Today Tortuguero is a town dedicated to tourism and conservation

Tortuguero has preschool, primary and secondary schools, potable water, electricity, health and telecommunications services.

The future

Tortuguero has a future full of promise.  In past eras, its  inhabitants weathered economic cycles.    Tortuguero  National Park offers an alternative to past practices of turtle  hunting and deforestation. The incredible natural resources  of this area, if well preserved, will attract more and more  visitors.  The last decade there has been a strong effort by  the villagers and other organizations to organize and  educate to protect the natural resources.  The Sea Turtle  Conservancy (formerly the Caribbean Conservation  Corporation) has been an important group in undertaking  this public awareness campaign in the village itself and with  the surrounding hotels.

 

The educational system here in the village has been strengthened  in the past few years.  For the first time ever, Tortuguero High School  handed out its first diplomas in December 2006.  In addition, Tortuguero  has also developed educational institutions from preschool up through  adult night classes.  A local clinic was also built in the last few years.   There is a fairly constant supply of electricity, and there is also a reliable  supply of clean, healthy water.  High speed internet came to the village  a couple of years ago.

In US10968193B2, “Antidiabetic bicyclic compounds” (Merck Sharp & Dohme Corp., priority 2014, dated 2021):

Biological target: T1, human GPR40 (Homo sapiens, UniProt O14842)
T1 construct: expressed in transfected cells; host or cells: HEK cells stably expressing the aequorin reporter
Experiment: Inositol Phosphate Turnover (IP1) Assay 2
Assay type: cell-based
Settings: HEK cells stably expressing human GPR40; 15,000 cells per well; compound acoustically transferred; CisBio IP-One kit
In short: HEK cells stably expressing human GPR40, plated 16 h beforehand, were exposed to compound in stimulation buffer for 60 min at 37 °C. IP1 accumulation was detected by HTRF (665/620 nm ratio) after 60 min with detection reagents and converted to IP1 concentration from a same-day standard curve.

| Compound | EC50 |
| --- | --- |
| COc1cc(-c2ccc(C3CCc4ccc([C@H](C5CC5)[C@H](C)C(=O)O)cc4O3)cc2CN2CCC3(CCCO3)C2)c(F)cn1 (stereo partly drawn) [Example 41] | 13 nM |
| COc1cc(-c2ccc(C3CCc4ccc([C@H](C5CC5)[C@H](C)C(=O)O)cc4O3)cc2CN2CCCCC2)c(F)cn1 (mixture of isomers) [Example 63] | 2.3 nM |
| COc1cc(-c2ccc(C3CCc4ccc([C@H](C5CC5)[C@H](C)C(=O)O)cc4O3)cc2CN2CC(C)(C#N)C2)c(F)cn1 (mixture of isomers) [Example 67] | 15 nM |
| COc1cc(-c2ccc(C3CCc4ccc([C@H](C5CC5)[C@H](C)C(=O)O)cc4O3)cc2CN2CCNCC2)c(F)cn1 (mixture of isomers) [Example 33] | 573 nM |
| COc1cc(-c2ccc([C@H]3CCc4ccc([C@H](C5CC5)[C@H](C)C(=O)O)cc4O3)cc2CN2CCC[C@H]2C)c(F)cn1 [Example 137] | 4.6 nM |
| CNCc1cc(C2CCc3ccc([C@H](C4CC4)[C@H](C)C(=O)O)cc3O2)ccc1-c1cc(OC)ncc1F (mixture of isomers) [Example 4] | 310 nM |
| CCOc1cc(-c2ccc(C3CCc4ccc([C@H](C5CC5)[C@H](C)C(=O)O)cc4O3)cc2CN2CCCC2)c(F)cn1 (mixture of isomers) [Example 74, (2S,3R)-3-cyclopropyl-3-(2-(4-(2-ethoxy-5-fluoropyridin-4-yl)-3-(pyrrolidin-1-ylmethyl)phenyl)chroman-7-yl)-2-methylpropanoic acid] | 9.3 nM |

Despite the advancements of technology, the villagers have been  able to maintain their unique culture and customs.  Many people who  visit here are amazed at the relaxed way of life, and serenity that being  away from it all can bring.  Tortuguero has a very bright future, because  Tortuguero is Pure Life Paradise.

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For turtle season

© tortuguerovillage.com 2017

  • The wood era

    Some of the inhabitants in Tortuguero still remember  when the first wood mill opened in the 1940’s.  It transformed  the village—quadrupling the population, improving  transportation, establishing a school, and making possible  doctor’s visits.  During this time, the wood companies paid fixed  salaries to local people who before had little to no income.   However, none of the wood businesses in Tortuguero became  very successful, and as each failed in turn, it left the village  overpopulated in a very difficult economic situation.

     

    The “Atlantic Trading Company” was the first of the wood  businesses to construct its own mill.  It employed 250 workers  cutting down the beautiful local forests. The “Deslo Lumber Company” followed and suffered many  complications and changes in ownership.

     

    The wood mills were located where the principal dock  is today.  When they were functioning, the cut trunks were  floated from the forest to this point, and from there they cut  them into boards, which they later transported via ocean to  Limón to market them to other places in Costa Rica and in  the world.

     

    Today, near the center of town, you can still see the  old rusted machinery left over from the vanished wood  companies.  Their other legacy in the area are the canals  that they dug to transport the wood, which are now part of  the Tortuguero National Park.  Thousands of people visit  every year to tour the canals and see the abundant natural beauty of the area.